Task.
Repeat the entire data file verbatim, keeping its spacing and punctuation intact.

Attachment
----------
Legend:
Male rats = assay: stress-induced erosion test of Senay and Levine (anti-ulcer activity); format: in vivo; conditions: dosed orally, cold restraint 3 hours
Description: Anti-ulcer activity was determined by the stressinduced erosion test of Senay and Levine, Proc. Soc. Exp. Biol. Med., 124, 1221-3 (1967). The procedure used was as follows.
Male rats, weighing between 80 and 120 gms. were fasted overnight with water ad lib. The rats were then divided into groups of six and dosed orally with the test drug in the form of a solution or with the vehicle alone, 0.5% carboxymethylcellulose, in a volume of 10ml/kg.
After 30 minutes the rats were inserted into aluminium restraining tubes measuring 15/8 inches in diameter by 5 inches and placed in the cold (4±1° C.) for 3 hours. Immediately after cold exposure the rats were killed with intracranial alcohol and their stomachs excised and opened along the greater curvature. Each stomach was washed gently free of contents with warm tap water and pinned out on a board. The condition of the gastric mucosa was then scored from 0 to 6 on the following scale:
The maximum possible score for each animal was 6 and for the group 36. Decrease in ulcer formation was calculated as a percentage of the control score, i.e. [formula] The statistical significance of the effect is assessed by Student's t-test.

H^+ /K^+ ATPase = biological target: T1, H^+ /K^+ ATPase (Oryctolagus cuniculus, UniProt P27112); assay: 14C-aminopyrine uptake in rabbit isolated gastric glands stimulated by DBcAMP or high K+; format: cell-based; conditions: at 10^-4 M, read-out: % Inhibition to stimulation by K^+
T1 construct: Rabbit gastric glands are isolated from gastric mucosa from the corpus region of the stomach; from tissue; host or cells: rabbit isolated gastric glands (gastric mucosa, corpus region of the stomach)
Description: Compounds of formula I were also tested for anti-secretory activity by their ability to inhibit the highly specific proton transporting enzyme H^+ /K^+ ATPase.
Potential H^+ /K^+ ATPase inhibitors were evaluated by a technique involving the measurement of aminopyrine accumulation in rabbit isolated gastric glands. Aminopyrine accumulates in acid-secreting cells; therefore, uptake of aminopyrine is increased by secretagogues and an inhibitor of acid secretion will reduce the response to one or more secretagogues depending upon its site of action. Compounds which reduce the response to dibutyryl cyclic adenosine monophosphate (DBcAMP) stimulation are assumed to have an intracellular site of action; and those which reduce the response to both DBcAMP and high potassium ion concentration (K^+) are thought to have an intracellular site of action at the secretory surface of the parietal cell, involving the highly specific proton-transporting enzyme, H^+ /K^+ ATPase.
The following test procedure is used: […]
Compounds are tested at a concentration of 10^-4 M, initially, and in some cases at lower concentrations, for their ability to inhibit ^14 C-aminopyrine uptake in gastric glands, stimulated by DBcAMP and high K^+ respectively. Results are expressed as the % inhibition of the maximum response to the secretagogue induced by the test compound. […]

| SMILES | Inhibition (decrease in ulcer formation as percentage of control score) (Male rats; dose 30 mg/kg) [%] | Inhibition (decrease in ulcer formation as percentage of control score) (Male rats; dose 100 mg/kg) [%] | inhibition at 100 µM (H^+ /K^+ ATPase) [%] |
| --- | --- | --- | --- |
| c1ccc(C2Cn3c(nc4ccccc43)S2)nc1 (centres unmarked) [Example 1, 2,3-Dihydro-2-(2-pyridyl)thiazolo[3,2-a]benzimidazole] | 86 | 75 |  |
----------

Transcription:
Legend:
Male rats = assay: stress-induced erosion test of Senay and Levine (anti-ulcer activity); format: in vivo; conditions: dosed orally, cold restraint 3 hours
Description: Anti-ulcer activity was determined by the stressinduced erosion test of Senay and Levine, Proc. Soc. Exp. Biol. Med., 124, 1221-3 (1967). The procedure used was as follows.
Male rats, weighing between 80 and 120 gms. were fasted overnight with water ad lib. The rats were then divided into groups of six and dosed orally with the test drug in the form of a solution or with the vehicle alone, 0.5% carboxymethylcellulose, in a volume of 10ml/kg.
After 30 minutes the rats were inserted into aluminium restraining tubes measuring 15/8 inches in diameter by 5 inches and placed in the cold (4±1° C.) for 3 hours. Immediately after cold exposure the rats were killed with intracranial alcohol and their stomachs excised and opened along the greater curvature. Each stomach was washed gently free of contents with warm tap water and pinned out on a board. The condition of the gastric mucosa was then scored from 0 to 6 on the following scale:
The maximum possible score for each animal was 6 and for the group 36. Decrease in ulcer formation was calculated as a percentage of the control score, i.e. [formula] The statistical significance of the effect is assessed by Student's t-test.

H^+ /K^+ ATPase = biological target: T1, H^+ /K^+ ATPase (Oryctolagus cuniculus, UniProt P27112); assay: 14C-aminopyrine uptake in rabbit isolated gastric glands stimulated by DBcAMP or high K+; format: cell-based; conditions: at 10^-4 M, read-out: % Inhibition to stimulation by K^+
T1 construct: Rabbit gastric glands are isolated from gastric mucosa from the corpus region of the stomach; from tissue; host or cells: rabbit isolated gastric glands (gastric mucosa, corpus region of the stomach)
Description: Compounds of formula I were also tested for anti-secretory activity by their ability to inhibit the highly specific proton transporting enzyme H^+ /K^+ ATPase.
Potential H^+ /K^+ ATPase inhibitors were evaluated by a technique involving the measurement of aminopyrine accumulation in rabbit isolated gastric glands. Aminopyrine accumulates in acid-secreting cells; therefore, uptake of aminopyrine is increased by secretagogues and an inhibitor of acid secretion will reduce the response to one or more secretagogues depending upon its site of action. Compounds which reduce the response to dibutyryl cyclic adenosine monophosphate (DBcAMP) stimulation are assumed to have an intracellular site of action; and those which reduce the response to both DBcAMP and high potassium ion concentration (K^+) are thought to have an intracellular site of action at the secretory surface of the parietal cell, involving the highly specific proton-transporting enzyme, H^+ /K^+ ATPase.
The following test procedure is used: […]
Compounds are tested at a concentration of 10^-4 M, initially, and in some cases at lower concentrations, for their ability to inhibit ^14 C-aminopyrine uptake in gastric glands, stimulated by DBcAMP and high K^+ respectively. Results are expressed as the % inhibition of the maximum response to the secretagogue induced by the test compound. […]

| SMILES | Inhibition (decrease in ulcer formation as percentage of control score) (Male rats; dose 30 mg/kg) [%] | Inhibition (decrease in ulcer formation as percentage of control score) (Male rats; dose 100 mg/kg) [%] | inhibition at 100 µM (H^+ /K^+ ATPase) [%] |
| --- | --- | --- | --- |
| c1ccc(C2Cn3c(nc4ccccc43)S2)nc1 (centres unmarked) [Example 1, 2,3-Dihydro-2-(2-pyridyl)thiazolo[3,2-a]benzimidazole] | 86 | 75 |  |